The average price of a gallon of unleaded across the state in the most recent survey was $2.14, that’s 60 cents cheaper than at this time last year. Many areas of the state have dropped below the $2 mark.
Department of Agriculture analyst Harold Hommes says supply continues to favor drivers, particularly when it come to gasoline. “All of those sectors — both on the crude side and certainly on the refined products — we just have more than ample inventories on both sides of that,” Hommes says. While the supply has kept prices low for consumers, he says the summer driving season and increased demand with summer driving has help producers.
“That’s probably been the saving grace for fuel prices if they’ve had nay support at all. I think it would have been sort of a disaster for oil companies, we could have seen much lower levels,” Hommes says. “But demand has provided some good strength but inventories keep gnawing at the oil industry — too much crude, too much refined products.”
Retail gasoline prices, and diesel prices dropped two cents in the past week. Wholesale ethanol also saw a two- cent drop. “Right now I think we’ve got all of our ethanol plants at least in Iowa and I think that is probably true throughout the nation, they are all producing,” Hommes says. “Corn, the primary feedstock is in ample supply and they are running at near capacity. So, again that sector has just got ample inventories available and that puts pressure on values.”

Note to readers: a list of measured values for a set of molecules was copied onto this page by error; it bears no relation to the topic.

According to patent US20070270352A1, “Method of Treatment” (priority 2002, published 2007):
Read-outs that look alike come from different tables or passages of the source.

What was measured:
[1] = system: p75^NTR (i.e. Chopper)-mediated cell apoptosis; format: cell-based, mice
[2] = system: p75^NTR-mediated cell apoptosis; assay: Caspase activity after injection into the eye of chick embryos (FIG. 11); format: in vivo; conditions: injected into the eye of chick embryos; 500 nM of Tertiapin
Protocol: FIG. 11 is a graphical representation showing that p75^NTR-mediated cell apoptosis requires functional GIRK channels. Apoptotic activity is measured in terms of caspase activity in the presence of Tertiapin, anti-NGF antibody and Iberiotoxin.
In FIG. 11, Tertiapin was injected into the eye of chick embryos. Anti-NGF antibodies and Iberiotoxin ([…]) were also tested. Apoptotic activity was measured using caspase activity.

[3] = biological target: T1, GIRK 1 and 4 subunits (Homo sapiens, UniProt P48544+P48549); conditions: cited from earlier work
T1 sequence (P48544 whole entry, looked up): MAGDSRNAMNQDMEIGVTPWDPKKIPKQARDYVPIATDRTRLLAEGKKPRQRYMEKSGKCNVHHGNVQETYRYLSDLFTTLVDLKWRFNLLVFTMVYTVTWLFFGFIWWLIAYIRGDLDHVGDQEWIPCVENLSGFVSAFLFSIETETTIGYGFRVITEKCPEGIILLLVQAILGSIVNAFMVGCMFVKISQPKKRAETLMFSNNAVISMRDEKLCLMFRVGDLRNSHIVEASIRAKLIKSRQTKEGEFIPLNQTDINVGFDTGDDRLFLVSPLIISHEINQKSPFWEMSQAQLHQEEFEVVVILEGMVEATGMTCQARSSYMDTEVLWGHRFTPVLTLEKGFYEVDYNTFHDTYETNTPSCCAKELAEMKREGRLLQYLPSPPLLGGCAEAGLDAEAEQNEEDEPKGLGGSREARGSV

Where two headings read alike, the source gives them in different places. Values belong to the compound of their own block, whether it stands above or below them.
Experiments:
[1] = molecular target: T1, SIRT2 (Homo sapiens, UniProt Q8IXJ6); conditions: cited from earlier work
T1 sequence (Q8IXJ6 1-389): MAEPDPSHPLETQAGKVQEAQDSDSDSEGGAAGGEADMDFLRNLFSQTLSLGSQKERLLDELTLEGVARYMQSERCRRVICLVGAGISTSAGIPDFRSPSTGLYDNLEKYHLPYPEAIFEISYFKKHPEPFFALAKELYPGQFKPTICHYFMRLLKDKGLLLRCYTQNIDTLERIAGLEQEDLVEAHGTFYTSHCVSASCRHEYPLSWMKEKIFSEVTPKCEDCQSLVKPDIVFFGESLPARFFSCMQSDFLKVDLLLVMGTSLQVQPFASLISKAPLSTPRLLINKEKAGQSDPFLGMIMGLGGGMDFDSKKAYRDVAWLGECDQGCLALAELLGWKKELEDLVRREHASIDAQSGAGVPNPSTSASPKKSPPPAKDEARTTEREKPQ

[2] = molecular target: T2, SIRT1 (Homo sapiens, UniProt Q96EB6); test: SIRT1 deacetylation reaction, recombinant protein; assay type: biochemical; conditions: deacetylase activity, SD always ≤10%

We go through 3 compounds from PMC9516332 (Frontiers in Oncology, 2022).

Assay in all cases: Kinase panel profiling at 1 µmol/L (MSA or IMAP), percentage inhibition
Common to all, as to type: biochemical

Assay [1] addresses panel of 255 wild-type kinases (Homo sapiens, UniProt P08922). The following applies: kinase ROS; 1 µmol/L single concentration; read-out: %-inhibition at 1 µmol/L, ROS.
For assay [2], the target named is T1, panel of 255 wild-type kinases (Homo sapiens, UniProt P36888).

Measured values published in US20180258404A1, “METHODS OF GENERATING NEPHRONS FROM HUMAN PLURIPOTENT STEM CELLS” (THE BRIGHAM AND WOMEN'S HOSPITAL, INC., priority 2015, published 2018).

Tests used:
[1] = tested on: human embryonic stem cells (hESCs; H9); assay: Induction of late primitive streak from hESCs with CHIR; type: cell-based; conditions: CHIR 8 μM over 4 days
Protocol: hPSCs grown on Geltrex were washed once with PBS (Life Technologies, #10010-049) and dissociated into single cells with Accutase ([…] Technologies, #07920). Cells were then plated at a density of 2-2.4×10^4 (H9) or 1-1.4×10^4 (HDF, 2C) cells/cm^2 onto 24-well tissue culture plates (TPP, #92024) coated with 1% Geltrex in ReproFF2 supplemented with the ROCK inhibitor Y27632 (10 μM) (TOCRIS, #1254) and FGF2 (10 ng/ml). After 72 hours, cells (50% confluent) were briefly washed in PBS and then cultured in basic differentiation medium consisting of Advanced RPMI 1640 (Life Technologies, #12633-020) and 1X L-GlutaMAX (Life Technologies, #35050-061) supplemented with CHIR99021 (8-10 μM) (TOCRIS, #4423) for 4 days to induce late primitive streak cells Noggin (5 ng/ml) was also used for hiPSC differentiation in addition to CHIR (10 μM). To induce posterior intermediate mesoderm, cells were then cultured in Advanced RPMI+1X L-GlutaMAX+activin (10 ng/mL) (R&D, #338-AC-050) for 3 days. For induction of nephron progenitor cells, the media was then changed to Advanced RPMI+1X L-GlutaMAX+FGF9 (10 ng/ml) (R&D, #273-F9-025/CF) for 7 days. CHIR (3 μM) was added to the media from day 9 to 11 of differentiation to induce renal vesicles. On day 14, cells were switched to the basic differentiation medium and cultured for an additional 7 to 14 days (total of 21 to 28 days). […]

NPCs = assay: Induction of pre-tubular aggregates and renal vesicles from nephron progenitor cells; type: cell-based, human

He doesn’t expect the price of gas to move up much for at least another month, and then some factors such as the end of the summer driving season will slow demand and may keep prices down. Hommes says as kids get back to school, vacations end, a lot of summer driving ends to ease demand, and then he says in the fall plants shift over to a much cheaper blend of fuel.
Hommes says that cheaper blend impacts the cost you pay at the pump. “That’s going to be coming through the pipeline, if it isn’t already throughout August, and that is going to be putting further downward pressure on fuel prices,” Hommes says.
The lower fuel prices are something that’s been seen across the country this summer. He says even California they are seeing prices that are nearing some of the lowest price gas in the country. He says Oklahoma, Texas and Louisiana usually are at the low end of gas prices nationwide.